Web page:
The Black Country: A Novel of Scotland Yard's Murder Squad
A small English village sustained by coal mining and strange superstitions is slowly sinking into the mines that crisscross under the village. It’s a rather bleak place. When a child and his parents go missing, the local constable, knowing his limitations and resources, asks Scotland Yard to help. He wants to uncover what happened to the family and figure out if the eyeball found by a young girl in a bird’s nest belongs to one of the missing.
When Inspector Walter Day and Sergeant Nevil Hammersmith arrive from Scotland Yard, they are stunned by what they find. It’s not just the eyeball that has them confused; no one in the village will talk about the family, or anything else for that matter, and there’s a strange sickness taking over the place. Some are willing to blame it on superstition, and others seem happy to pretend that everything is normal. Day wants answers but meets a solid wall of silence in the form of Blackhampton’s residents. Hammersmith has similar luck when questioning people and seems to be coming down with the same illness afflicting almost half the village. Calvin Campbell, a visitor to Blackhampton who no one knows but oddly everyone seems to trust, becomes a focal point for Day’s investigation. Unfortunately, he can’t pinpoint any connection, and Campbell, like the rest of the residents, won’t talk.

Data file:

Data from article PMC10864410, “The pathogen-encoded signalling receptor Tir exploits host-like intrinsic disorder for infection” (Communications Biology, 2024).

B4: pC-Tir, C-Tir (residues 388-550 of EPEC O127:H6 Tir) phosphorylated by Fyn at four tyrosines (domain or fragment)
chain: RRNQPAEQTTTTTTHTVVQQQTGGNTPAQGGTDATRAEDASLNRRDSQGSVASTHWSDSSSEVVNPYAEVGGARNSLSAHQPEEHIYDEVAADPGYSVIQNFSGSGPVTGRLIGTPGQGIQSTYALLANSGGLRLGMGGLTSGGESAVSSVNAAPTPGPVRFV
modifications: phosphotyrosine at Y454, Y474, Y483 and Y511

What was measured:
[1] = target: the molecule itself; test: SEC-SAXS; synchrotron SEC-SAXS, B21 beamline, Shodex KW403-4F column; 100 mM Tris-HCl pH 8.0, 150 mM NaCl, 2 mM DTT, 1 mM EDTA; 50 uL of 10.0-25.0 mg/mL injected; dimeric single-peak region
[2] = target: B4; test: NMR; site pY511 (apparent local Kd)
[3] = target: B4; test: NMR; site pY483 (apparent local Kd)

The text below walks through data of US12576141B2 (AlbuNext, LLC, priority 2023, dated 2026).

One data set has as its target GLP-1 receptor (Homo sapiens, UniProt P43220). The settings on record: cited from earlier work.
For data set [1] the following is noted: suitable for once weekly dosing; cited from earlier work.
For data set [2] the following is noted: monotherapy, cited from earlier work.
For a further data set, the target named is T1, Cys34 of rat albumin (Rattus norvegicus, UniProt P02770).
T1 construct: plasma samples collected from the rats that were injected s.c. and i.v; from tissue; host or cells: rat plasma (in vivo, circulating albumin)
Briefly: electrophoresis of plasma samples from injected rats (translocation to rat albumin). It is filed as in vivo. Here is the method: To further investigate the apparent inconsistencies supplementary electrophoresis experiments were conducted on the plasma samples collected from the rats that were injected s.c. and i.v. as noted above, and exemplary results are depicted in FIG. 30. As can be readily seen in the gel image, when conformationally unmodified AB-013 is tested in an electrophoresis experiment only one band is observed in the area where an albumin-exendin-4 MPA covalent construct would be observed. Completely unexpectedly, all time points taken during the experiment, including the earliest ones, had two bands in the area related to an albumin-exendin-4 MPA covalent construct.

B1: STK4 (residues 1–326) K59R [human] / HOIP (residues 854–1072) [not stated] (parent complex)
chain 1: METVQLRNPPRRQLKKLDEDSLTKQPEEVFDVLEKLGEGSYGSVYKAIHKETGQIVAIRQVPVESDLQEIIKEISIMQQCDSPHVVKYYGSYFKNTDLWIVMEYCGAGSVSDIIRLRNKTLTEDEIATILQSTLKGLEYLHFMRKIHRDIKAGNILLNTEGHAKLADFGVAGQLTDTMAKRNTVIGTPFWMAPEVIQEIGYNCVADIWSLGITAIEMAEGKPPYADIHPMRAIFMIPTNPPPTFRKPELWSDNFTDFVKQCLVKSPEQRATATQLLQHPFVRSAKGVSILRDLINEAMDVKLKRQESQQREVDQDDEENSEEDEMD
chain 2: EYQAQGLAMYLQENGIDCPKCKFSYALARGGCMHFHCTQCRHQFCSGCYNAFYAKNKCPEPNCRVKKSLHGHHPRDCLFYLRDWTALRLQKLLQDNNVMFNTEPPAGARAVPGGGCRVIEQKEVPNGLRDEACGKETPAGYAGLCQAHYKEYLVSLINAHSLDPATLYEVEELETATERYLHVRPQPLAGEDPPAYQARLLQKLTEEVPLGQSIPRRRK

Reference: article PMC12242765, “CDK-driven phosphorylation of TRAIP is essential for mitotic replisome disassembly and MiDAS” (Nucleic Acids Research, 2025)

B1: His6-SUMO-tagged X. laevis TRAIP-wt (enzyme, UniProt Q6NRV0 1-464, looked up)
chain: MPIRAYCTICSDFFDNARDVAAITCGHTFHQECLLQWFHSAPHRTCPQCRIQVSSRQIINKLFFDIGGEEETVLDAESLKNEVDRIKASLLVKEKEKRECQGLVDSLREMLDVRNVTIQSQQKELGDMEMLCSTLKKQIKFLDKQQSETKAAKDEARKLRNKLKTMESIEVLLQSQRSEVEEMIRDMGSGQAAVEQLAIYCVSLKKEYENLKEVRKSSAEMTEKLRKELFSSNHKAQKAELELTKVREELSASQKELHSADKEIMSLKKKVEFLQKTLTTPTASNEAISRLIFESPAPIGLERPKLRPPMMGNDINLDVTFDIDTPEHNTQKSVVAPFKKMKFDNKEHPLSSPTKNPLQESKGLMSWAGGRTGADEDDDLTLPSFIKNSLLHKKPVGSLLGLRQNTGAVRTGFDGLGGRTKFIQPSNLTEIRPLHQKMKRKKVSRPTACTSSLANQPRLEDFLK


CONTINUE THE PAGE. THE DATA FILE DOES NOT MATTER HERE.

"Even though this is the continuation of a series, it stands on its own just fine. Grecian creates an eerie atmosphere from start to finish, and without giving anything away, the killer here is creepy and unexpected."
THE BLACK COUNTRY is Alex Grecian’s follow-up to THE YARD, the first book in his Scotland Yard's Murder Squad series, though it stands on its own just fine. Grecian creates an eerie atmosphere from start to finish, and without giving anything away, the killer here is creepy and unexpected. I didn’t want to believe it, but there it was, fitting in perfectly with the dark overtones of the book. In fact, I like when that happens and I find myself surprised. Grecian didn’t let his characters off easy, and I appreciate that as a reader.
The village of Blackhampton is the perfect setting --- far away but not completely uncivilized, yet cocooned enough to hold tight to old superstitions. The coldness of the people is much like the weather, and the aloof way they deal with the disappearance of a well-known family is telling. Even the offhand way they think of the mines and the fact that the village is gradually sinking into the very thing that sustains the place and is slowly killing its residents tells you what sort of place it is. Day and Hammersmith aren’t prepared for living in this place, and yet it’s the dead that brought them there. Something is very wrong with not only the place but also the people.
Then there are the secrets. Everyone in Blackhampton has something to hide --- be it an affair, a past, or a murder. People go missing, and there’s always a reason given and a reason accepted by the residents. It’s interesting to see how the village manages to block out change and progress yet holds dearly to old beliefs that no longer hold any ground.
Grecian’s first book made my to-be-read list when it came out. I didn’t get to it but jumped at the chance to read his second. I’m glad I did because it’s a satisfying read, and I plan to go back and delve into THE YARD, which definitely deserves a look. If you enjoy dark mysteries, THE BLACK COUNTRY is worth a read.
Reviewed by Amy Gwiazdowski on May 24, 2013